Dracula: A Mystery Story (Google eBook)
W. R. Caldwell, 1897 - 411 pages
O jovem advogado inglês Jonathan Harker é enviado por seu patrão à Transilvânia, no leste da Europa, para atender um misterioso cliente. Ao chegar, descobre que seu anfitrião é, na realidade, um poderoso vampiro - o conde Drácula - que pretende conquistar o mundo transferindo-se para a Inglaterra, onde será combatido por um grupo de corajosos cavalheiros.
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Abraham Van Helsing answered arsk Arthur Arthur Holmwood asked began Bistritz blood Borgo Pass Bukovina castle cofﬁn coming Count Count Dracula dark dead difﬁculty door Dracula dread eyes face fear feel felt ﬁgure ﬁnd ﬁne ﬁngers ﬁnished ﬁre ﬁrst ﬁxed ﬂame ﬂies ﬂoor ﬂowers friend John Galatz God’s hand Harker hear heard heart Helsing horses John Seward Jonathan Jonathan Harker keep knew letter lips looked Lord Godalming Lucy Westenra Lucy’s Madam man’s mind morning never o’clock once passed pause Peter Hawkins Professor Quincey Morris Renﬁeld round satisﬁed seemed Seward Seward’s Diary ship silence sleep Slovaks smile sort soul speak spoke stood strange sweet tell terrible things thought to-day to-night told took Transylvania turned Un-Dead Varna wait wake watch Westenra whilst Whitby window wolves
Page 306 - You think you have left me without a place to rest, but I have more. My revenge is just begun! I spread it over centuries, and time is on my side. Your girls that you all love are mine already. And through them you and others shall yet be mine, my creatures, to do my bidding and to be my jackals when I want to feed. Bah!
Page 379 - I took the papers from the safe where they had been ever since our return so long ago. We were struck with the fact, that in all the mass of material of which the record is composed, there is hardly one authentic document ; nothing but a mass of type-writing, except the later note-books of Mina and Seward and myself, and Van Helsing's memorandum.
Page 287 - And you, their best beloved one, are now to me, flesh of my flesh, blood of my blood, kin of my kin, my bountiful wine-press for a while, and shall be later on my companion and my helper.
Page 20 - I am sorry that I had to be away so long today; but you will, I know, forgive one who has so many important affairs in hand.' Of course I said all I could about being willing, and asked if I might come into that room when I chose. He answered, 'Yes, certainly,' and added: 'You may go anywhere you wish in the castle, except where the doors are locked, where of course you will not wish to go. There is reason that all things are as they are, and did you see with my eyes and know with my knowledge, you...
Page 1 - I read that every known superstition in the world is gathered into the horseshoe of the Carpathians, as if it were the centre of some sort of imaginative whirlpool; if so my stay may be very interesting.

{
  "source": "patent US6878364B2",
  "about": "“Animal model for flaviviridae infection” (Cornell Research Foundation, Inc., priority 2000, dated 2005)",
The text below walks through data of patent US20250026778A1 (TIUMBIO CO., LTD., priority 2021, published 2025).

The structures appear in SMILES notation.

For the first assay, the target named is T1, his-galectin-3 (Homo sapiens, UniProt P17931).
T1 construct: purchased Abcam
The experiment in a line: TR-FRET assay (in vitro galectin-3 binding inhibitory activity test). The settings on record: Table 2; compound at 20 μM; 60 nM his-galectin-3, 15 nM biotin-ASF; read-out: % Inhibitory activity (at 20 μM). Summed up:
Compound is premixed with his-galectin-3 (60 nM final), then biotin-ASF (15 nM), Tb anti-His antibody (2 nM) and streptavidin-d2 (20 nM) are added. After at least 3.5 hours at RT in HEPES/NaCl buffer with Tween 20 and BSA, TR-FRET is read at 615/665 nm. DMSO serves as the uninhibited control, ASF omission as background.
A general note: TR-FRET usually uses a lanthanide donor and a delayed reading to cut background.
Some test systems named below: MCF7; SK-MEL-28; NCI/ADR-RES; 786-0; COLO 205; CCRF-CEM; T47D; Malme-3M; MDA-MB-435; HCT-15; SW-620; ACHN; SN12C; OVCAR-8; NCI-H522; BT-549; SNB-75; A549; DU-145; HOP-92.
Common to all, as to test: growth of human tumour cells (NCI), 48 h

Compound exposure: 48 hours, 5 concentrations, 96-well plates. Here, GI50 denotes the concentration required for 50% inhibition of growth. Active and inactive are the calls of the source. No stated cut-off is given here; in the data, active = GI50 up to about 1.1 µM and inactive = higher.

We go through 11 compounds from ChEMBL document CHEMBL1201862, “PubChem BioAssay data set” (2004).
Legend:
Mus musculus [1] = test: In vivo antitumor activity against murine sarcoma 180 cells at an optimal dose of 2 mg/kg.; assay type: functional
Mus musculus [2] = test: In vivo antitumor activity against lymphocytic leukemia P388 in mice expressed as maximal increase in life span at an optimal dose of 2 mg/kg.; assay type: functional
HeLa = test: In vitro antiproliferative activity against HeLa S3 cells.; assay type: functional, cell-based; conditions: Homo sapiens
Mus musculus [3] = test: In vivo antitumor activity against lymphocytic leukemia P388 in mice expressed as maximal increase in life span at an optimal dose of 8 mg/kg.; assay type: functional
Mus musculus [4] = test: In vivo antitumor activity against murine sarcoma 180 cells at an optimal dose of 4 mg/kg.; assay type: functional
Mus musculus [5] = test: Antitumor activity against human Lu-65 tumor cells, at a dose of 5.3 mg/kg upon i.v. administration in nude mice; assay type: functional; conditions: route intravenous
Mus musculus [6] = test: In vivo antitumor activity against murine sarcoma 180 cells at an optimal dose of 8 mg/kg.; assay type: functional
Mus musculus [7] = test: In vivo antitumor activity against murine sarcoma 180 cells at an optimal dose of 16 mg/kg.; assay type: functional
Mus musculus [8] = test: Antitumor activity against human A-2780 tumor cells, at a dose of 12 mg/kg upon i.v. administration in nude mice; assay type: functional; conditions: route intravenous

Page 281 - With his left hand he held both Mrs. Harker's hands, keeping them away with her arms at full tension; his right hand gripped her by the back of the neck, forcing her face down on his bosom. Her white nightdress was smeared with blood, and a thin stream trickled down the man's bare breast which was shown by his torn-open dress. The attitude of the two had a terrible resemblance to a child forcing a kitten's nose into a saucer of milk to compel it to drink.
Page 17 - ... growing scantily round the temples but profusely elsewhere. His eyebrows were very massive, almost meeting over the nose, and with bushy hair that seemed to curl in its own profusion. The mouth, so far as I could see it under the heavy moustache, was fixed and rather cruel-looking, with peculiarly sharp white teeth. These protruded over the lips, whose remarkable ruddiness showed astonishing vitality in a man of his years. For the rest, his ears were pale, and at the tops extremely pointed. The...
Page 36 - And yet, unless my senses deceive me, the old centuries had, and have powers of their own which mere 'modernity
Page 320 - ... surmises. He have done this alone; all alone! from a ruin tomb in a forgotten land. What more may he not do when the greater world of thought is open to him. He that can smile at death, as we know him; who can flourish in the midst of diseases that kill off whole peoples. Oh, if such an one was to come from God, and not the Devil, what a force for good might he not be in this old world of ours. But we are pledged to set the world free. Our toil must be in silence, and our efforts all in secret;...
Page 12 - At last there came a time when the driver went further afield than he had yet gone, and during his absence, the horses began to tremble worse than ever and to snort and scream with fright. I could not see any cause for it, for the howling of the wolves had ceased altogether; but just then the moon, sailing through the black clouds, appeared behind the jagged crest of a beetling, pine-clad rock, and by its light I saw around us a ring of wolves, with white teeth and lolling red tongues, with long,...